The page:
While harmony and complementary colors are important for logos and websites, there are times where you’ll want to use color to draw attention. According to The Isolation Effect, items, text, and images that stick out are remembered more clearly. When ‘one of these things is not like the others’, we have an easier time recalling it. Using a color that isn’t harmonious with your main palette is a great way to make something stand out. Like a sign-up form or some other call-to-action. In the above example, the bright red button on a light blue background instantly draws our attention. To find these colors, play around with your complementary colors. See how different shades react to being placed side-by-side. See how the same yellow reacts differently to the background color above? It becomes more vibrant with black. Less brilliant with white. Blends in and becomes more muted with orange. And ‘pops’ with cyan. Once you’ve got your main color palette down it’s just a matter of experimenting.

Step 3: Create a set of color rules

Now that you’ve found the colors you want to use, it’s time to create a set of rules. This is where you align your values with your palette. The process can be as basic as just saying “red signifies innovation and green signifies environmental consciousness”. If you’re having trouble defining your core values try writing a ‘4-word story’.

  • Start by asking yourself what adjectives pop up every time you talk about your company. Don’t throw any ideas out.
  • Next, eliminate any that are totally off the mark and organize the rest into groups. You might have one that talks about your advantages, or descriptors of your customers/audience.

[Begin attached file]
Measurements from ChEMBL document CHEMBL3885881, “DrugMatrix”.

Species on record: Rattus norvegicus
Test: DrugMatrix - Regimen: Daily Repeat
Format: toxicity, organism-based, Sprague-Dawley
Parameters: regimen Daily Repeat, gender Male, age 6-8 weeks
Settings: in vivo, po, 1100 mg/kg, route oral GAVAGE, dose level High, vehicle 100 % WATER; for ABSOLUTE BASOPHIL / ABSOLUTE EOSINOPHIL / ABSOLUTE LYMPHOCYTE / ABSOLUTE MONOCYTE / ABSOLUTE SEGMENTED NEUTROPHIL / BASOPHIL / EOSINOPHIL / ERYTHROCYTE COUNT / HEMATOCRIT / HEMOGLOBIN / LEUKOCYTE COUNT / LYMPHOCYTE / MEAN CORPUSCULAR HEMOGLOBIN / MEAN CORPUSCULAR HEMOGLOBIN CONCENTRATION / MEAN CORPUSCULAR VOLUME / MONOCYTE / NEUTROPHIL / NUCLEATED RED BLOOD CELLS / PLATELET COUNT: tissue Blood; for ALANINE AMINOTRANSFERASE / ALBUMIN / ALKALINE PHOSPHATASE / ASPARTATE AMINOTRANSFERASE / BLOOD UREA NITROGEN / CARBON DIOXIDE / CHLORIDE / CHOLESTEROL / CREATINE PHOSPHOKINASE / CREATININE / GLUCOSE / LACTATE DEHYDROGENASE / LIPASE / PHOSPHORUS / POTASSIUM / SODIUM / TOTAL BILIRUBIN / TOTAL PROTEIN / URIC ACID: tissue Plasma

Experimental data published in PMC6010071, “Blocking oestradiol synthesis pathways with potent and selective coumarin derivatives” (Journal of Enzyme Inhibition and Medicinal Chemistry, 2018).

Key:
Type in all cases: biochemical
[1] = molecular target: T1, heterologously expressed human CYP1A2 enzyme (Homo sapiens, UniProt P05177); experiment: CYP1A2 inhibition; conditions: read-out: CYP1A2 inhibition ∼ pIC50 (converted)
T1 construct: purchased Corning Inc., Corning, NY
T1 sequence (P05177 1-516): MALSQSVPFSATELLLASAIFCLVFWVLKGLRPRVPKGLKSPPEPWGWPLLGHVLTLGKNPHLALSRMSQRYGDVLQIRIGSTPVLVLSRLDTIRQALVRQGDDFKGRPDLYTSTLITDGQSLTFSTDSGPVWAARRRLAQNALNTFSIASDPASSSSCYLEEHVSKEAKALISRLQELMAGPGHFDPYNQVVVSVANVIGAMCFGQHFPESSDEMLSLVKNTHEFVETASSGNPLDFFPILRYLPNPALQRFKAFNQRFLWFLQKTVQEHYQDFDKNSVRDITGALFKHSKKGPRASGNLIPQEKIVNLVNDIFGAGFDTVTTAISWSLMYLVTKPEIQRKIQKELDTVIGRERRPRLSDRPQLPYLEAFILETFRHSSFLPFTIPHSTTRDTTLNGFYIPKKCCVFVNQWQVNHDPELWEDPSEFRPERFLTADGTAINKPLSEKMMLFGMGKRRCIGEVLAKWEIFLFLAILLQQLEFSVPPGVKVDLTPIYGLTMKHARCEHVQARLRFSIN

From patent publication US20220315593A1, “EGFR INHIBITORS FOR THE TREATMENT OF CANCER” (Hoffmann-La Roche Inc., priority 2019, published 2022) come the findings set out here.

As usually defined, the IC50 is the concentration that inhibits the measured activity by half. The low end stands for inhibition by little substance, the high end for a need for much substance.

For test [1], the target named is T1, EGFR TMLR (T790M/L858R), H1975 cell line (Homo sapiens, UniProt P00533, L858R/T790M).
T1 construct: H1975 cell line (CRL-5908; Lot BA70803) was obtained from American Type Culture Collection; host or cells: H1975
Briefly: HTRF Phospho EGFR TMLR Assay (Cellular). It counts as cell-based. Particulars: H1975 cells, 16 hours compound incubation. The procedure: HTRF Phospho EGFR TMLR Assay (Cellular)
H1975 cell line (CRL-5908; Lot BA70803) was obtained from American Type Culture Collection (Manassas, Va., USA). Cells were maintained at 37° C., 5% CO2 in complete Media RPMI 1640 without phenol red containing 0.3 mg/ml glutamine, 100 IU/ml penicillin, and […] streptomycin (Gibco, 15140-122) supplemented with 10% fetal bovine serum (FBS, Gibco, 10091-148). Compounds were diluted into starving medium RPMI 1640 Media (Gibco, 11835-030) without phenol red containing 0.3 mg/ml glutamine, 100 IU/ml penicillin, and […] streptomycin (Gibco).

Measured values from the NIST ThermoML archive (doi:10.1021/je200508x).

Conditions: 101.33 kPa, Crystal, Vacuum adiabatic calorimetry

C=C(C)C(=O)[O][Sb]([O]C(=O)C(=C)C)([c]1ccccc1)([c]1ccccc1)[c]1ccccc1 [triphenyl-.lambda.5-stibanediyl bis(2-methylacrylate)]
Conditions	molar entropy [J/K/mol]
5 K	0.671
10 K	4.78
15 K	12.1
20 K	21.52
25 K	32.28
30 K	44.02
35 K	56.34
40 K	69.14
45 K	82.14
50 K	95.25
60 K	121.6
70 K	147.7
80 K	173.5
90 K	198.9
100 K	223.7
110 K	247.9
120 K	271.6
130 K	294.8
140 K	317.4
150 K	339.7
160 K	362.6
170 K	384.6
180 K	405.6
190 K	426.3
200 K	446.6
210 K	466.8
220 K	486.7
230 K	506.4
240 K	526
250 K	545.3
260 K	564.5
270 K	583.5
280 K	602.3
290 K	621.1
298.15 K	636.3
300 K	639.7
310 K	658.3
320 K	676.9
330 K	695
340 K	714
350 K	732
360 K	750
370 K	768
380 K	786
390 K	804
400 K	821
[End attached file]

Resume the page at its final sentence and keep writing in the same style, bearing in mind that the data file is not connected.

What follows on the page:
• After you have groups, consolidate them down until you have 4 and pick an ‘essential’ word from each.
  • Now rank those 4 from most to least important. The most important is assigned your main color. While your second most popular is given the complement.
  • After that, assign the rest of your attributes to colors.

These are your color rules. In the context of your company, these colors will always align to the values you’ve assigned them. In time, your customers will come to understand what they mean both consciously and unconsciously.As someone who writes for a living it’s incredible to see how quickly a color can represent values that might take pages to get across in words. That’s why understanding how color works, even on a basic level, is such an amazing and quick way to give your work meaning beyond the surface. Your brand’s color palette is your chance to become iconic. It’s why you can recognize an iPhone from across the street or a McDonalds sign 20 miles down the highway. So pick a color and get started!